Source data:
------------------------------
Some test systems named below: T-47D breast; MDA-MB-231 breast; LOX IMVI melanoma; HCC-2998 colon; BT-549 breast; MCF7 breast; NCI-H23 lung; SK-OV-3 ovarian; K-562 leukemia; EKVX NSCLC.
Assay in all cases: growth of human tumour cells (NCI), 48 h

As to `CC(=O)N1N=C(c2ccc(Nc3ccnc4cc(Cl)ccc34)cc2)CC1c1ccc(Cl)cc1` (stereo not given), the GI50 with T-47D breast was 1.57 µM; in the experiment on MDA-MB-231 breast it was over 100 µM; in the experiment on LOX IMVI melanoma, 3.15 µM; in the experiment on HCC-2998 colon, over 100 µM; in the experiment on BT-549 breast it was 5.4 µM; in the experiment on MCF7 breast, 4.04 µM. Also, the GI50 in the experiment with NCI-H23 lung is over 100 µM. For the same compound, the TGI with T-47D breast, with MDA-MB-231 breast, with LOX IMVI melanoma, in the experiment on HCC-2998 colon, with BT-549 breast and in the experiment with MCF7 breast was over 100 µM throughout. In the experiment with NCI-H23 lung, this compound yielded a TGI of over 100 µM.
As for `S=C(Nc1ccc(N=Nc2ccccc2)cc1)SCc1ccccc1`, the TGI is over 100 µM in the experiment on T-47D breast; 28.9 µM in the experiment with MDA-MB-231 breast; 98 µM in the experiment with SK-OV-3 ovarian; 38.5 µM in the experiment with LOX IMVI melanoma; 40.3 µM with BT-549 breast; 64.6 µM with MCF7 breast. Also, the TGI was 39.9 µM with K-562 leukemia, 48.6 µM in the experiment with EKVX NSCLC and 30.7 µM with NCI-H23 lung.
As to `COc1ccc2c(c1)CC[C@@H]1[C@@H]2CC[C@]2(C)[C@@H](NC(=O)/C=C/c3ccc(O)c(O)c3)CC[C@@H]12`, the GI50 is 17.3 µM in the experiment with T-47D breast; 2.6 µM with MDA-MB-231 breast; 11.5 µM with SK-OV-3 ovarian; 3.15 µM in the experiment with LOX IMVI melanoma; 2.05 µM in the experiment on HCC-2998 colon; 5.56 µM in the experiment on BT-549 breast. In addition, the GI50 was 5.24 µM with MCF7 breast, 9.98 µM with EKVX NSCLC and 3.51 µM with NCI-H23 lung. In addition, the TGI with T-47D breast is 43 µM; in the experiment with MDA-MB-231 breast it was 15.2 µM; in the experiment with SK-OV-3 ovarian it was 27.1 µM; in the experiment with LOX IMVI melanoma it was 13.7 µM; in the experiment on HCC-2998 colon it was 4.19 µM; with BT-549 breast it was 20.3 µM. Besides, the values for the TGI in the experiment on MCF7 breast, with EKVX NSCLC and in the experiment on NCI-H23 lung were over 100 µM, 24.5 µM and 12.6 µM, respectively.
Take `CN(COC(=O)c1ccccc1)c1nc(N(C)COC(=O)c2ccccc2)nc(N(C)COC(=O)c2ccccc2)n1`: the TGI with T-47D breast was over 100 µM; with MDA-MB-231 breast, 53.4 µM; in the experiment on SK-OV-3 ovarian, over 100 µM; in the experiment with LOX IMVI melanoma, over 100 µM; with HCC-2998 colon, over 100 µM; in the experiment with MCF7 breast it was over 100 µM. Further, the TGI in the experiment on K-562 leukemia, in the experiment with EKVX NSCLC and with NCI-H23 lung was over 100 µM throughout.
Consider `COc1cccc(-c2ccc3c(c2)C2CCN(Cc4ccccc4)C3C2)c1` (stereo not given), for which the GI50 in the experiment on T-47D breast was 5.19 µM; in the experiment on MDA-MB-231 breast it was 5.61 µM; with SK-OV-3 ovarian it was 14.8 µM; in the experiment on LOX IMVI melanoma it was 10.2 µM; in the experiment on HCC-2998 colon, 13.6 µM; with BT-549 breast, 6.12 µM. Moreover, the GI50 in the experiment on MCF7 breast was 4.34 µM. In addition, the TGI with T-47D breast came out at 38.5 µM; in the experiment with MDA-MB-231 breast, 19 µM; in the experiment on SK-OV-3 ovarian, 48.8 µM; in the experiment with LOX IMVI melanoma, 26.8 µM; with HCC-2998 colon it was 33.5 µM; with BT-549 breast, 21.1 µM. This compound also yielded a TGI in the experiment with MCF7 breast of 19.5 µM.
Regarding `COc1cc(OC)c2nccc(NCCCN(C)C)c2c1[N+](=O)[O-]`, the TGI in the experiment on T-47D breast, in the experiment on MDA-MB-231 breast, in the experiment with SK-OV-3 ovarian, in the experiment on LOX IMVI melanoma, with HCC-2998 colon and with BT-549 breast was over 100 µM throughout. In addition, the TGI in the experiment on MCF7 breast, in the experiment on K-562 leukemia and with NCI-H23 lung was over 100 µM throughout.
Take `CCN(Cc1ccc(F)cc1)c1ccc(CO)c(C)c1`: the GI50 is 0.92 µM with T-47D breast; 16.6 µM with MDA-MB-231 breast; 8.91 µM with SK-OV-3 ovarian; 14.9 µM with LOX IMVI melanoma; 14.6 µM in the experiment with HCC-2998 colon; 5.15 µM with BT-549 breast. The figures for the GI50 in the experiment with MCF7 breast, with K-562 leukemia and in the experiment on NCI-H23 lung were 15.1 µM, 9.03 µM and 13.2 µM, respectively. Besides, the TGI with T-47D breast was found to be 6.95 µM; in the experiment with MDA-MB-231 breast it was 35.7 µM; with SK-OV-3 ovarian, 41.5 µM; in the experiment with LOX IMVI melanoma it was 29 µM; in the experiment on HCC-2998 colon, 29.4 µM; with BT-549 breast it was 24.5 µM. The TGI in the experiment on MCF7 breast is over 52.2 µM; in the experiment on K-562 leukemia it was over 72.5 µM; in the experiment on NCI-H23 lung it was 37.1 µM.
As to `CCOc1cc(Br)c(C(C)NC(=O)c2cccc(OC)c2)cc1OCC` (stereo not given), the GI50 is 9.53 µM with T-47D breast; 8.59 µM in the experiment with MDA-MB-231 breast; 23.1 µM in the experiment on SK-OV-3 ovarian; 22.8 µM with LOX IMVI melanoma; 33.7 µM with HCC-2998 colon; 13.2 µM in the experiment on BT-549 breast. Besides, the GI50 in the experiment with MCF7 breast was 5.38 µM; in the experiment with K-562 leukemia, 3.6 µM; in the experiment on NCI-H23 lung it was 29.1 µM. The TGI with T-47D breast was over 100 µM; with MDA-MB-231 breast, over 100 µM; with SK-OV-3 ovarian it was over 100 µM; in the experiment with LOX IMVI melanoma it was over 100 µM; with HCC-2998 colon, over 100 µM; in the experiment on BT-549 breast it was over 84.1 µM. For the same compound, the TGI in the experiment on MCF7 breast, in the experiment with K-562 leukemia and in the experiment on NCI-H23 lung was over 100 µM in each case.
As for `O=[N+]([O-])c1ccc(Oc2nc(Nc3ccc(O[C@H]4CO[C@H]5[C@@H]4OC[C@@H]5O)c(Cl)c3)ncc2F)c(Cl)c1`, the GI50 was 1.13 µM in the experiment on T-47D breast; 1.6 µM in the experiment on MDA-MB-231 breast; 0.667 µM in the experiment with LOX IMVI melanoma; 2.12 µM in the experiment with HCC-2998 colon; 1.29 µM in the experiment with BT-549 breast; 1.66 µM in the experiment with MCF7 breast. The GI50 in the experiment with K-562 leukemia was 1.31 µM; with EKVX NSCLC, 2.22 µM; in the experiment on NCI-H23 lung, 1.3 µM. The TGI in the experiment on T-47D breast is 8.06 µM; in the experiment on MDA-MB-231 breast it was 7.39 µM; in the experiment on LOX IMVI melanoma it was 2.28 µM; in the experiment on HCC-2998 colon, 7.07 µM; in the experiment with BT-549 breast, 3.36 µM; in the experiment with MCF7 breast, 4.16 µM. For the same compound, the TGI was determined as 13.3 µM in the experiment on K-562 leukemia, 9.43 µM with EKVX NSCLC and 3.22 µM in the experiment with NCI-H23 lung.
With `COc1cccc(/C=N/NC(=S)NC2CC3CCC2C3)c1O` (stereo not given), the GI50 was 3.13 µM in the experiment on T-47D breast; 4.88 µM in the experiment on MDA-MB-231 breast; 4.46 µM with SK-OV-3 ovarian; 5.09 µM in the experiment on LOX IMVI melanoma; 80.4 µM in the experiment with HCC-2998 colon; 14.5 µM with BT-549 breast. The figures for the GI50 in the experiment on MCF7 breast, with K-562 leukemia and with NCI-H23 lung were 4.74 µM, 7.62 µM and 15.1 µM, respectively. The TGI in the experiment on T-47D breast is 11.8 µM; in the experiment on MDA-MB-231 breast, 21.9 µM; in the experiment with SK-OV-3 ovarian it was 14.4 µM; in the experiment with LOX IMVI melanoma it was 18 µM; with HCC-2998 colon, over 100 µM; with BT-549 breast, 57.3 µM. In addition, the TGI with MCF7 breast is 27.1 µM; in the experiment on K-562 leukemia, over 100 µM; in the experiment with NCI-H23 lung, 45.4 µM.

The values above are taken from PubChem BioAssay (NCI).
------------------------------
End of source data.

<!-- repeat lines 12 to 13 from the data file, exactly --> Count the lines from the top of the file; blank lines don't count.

With `COc1cccc(/C=N/NC(=S)NC2CC3CCC2C3)c1O` (stereo not given), the GI50 was 3.13 µM in the experiment on T-47D breast; 4.88 µM in the experiment on MDA-MB-231 breast; 4.46 µM with SK-OV-3 ovarian; 5.09 µM in the experiment on LOX IMVI melanoma; 80.4 µM in the experiment with HCC-2998 colon; 14.5 µM with BT-549 breast. The figures for the GI50 in the experiment on MCF7 breast, with K-562 leukemia and with NCI-H23 lung were 4.74 µM, 7.62 µM and 15.1 µM, respectively. The TGI in the experiment on T-47D breast is 11.8 µM; in the experiment on MDA-MB-231 breast, 21.9 µM; in the experiment with SK-OV-3 ovarian it was 14.4 µM; in the experiment with LOX IMVI melanoma it was 18 µM; with HCC-2998 colon, over 100 µM; with BT-549 breast, 57.3 µM. In addition, the TGI with MCF7 breast is 27.1 µM; in the experiment on K-562 leukemia, over 100 µM; in the experiment with NCI-H23 lung, 45.4 µM.

The values above are taken from PubChem BioAssay (NCI).